Ndovu Team Ithumba Update: 01 March 2006

Ndovu Team Ithumba Update: 01 March 2006


Isaac Maina – team leader Felix Micheni Abdi Adan Samuel Lolchuraki Nderitu Kapina James Lodungkiyok Lemanten Lambarakwe Julius Mumo Mutua Koti 4 KWS Rangers: Peter Kibue, Samuel Wandera, Peter Mwangi, Paul Odhiambo

Areas Covered

During the course of this month the Gazi and Ithumba team worked together and patrolled the following areas: Umbi, the Kasaala fence line, Kanziko, Kalovoto, Mathai, the Tiva-Mkwalima boundary, and the Gazi-Athi river section.



Once again all the Sheldrick de-snaring teams underwent a rigorous training session that took place over a 5 day period.

The training included, but was not limited to, map reading, patrolling, navigation, patrol formation and first aid.
The training was aimed at enhancing and strengthening discipline, intelligence and data collection and logging as well as better patrolling methods.

The training involved the sharing of experiences that had been had by both the teams and the training personnel.

Through communication and discussion the best results were experienced during the training period.


As the Ithumba and Gazi teams were working together this month the de-snaring operations took place in both areas. Despite the duration constraint, due to the area needing to be patrolled, a lot was achieved as 188 snares were lifted and 10 arrests were made.

Our patrols started in Ithumba along the Kasala-Umbi fence line. At Umbi 7 snares were recovered during our first patrol. A few days later poaching activities were reported by the fence attendants. Three Lesser Kudu were found massacred and 35 snares were lifted, nine of which targeted medium sized game.

The poacher was tracked by our team and was found slaughtering the third Lesser Kudu. We ambushed him but unfortunately he was able to escape.

The Kalavoto area yielded 30 snares. A set of well concealed footprints was found along the fence line. A poacher who was on his way to check his snares stepped on the footprint and hastily retreated once he saw us. A further 75 snares were recovered in Mathai, and another 3 sets of footprints were recorded, whose destination we were unable to determine.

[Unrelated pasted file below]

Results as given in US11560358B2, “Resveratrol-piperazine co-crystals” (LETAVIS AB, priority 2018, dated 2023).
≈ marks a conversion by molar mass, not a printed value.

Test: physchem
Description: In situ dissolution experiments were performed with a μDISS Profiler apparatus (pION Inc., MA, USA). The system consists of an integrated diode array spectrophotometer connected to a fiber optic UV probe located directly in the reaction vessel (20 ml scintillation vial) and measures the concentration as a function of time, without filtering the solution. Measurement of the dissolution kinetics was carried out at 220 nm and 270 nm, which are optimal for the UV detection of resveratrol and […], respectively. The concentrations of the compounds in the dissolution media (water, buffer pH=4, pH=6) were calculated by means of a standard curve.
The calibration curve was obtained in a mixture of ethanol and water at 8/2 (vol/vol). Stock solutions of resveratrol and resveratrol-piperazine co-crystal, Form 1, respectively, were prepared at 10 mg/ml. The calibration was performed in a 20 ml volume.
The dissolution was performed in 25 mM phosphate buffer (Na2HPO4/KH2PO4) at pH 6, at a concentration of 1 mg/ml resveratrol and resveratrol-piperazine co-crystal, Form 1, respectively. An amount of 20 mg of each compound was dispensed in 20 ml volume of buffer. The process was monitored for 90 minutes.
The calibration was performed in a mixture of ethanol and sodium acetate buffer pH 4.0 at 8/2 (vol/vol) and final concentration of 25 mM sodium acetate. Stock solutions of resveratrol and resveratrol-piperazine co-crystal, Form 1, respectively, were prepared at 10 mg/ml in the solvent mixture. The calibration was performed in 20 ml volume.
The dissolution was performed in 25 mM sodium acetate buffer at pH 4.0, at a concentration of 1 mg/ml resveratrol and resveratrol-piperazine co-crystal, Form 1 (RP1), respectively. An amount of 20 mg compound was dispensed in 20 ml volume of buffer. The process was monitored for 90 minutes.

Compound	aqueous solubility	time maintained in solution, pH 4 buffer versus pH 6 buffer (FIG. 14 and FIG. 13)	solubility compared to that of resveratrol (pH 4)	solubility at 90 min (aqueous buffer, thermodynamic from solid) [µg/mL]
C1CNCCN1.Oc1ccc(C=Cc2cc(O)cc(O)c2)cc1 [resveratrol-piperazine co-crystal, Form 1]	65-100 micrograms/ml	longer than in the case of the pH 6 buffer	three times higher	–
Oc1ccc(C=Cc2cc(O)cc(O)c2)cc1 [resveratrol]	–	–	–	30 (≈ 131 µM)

Our operations then moved to Gazi. We began our patrols at the Tiva River. We then climbed through the Yatta via Mkwalima to the Athi River. A set of footprints, from a known poacher, was found at the top of the Yatta. There is a pressing need to carry out an ambush in this area so as to trap the poachers that are operating in the Yatta.

Ten charcoal burners were caught and arrested along the Athi River.

Unfortunately, even though one of the charcoal burners was seen in possession of snares, the charges could not be brought against him as he through them away before he was apprehended which meant that we did not have enough evidence to arrest him for poaching. Eight of the charcoal burners were booked at Kibwezi, with the remainder being booked at Mtito Andei police station.
A further eight were able to evade arrest, with three of them swimming across the swollen river.

The clearing of the access road along the river up to the park boundary will greatly reduce the poaching activities in this area which are rampant due to the inaccessibility of the area.

Two vervet monkeys were spotted with snares while patrolling the Cottars Area. We were able to successfully trap them and remover the wire snares. A buffalo was also found with a snare. The incident was reported to the vet unit who unfortunately were unable to find it due to the thickness of the bush in the area.

COMMUNITY AWARENESS CAMPAIGN This month a film was screened at Mkwalima center with the aim of sensitizing the neighboring community about conservation and the importance of wildlife Report by Isaac Maina and Felix Micheni